25 Oct

Pension funds – should they be financing infrastructure in Africa?

Infrastructure as an asset class can provide a distinct addition to African pension and investment portfolios and is increasingly being considered.

In principle, the asset class presents a compelling natural “fit” to the longer-term liability profile of most pension funds given the investment horizon of most infrastructure investments, with the primary appeal of this asset class being the potential to deliver a predictable cashflow stream over time.

The World Bank places an approximate US$93bn a year into infrastructure on the continent, a third of which is for maintenance of existing infrastructure, while its Infrastructure Action Plan FY 2012-2015 proffers important guidance as to what African institutional investors can factor into their considerations in terms of defining infrastructure, and in-turn, identifying strategic benefits in allocating to this asset class. It further identifies three important themes to which African institutional investors can draw upon:

1. Ripple effects such as an ICT application that generates data on sector performance with spill over effects in sector accountability and governance, a regional power project that has ripple effects beyond the host country, or a rural infrastructure package that boosts agricultural productivity with ripple effects on rural income and development;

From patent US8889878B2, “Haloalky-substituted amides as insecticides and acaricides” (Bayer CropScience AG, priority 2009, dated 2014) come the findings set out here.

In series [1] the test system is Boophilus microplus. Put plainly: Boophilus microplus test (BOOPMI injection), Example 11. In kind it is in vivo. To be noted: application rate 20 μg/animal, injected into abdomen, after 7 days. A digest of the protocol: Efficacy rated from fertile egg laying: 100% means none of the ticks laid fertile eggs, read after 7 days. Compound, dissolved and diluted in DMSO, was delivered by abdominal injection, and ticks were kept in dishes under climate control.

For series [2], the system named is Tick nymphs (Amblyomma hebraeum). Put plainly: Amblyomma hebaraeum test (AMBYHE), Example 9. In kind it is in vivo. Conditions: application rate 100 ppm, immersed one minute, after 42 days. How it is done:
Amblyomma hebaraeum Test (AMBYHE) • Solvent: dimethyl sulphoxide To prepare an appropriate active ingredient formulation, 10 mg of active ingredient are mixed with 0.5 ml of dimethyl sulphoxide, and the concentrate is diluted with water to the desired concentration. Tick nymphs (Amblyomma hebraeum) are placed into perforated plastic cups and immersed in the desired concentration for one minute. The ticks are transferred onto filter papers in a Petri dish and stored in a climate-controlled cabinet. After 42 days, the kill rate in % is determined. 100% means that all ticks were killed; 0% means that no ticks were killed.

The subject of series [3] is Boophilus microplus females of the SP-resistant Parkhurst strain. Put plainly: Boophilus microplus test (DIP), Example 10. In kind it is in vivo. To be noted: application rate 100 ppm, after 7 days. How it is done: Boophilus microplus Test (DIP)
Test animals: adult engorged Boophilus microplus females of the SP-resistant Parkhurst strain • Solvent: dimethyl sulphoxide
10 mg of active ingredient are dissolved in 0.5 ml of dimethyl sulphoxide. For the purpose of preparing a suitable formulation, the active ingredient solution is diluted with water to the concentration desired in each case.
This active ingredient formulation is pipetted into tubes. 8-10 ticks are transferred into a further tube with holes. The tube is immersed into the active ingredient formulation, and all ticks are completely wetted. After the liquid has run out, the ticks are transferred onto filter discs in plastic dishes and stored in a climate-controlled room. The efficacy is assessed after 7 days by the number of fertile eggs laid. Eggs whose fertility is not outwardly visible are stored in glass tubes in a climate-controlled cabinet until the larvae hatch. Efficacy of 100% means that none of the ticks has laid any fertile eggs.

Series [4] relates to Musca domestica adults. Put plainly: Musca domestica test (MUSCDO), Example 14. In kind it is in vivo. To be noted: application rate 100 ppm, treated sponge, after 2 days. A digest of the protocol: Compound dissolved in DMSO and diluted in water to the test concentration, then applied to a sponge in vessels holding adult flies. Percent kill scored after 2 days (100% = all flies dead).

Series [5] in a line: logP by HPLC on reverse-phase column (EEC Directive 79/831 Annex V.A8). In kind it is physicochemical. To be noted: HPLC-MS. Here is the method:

2. Bottlenecks, which are investments that unlock the volume, cost, and quality of economic activity such as a law on competition that opens up the potential of private sector investments, or a source of clean water, for example, that provides for women to participate in economic activity, and;

3. Missing links, which are infrastructure investments that interconnect two markets/areas such as a bridge within a region or a cross-border power interconnector, international road corridors, or fibre-optic links in a region, to name a few examples.

Salient features of this asset class would be investments that have attributes of inelastic demand, economy of scale and a long useful life. A typical example of an infrastructure investment with such attributes is a toll-road concession.

Read more: Pension funds – should they be financing infrastructure in Africa?

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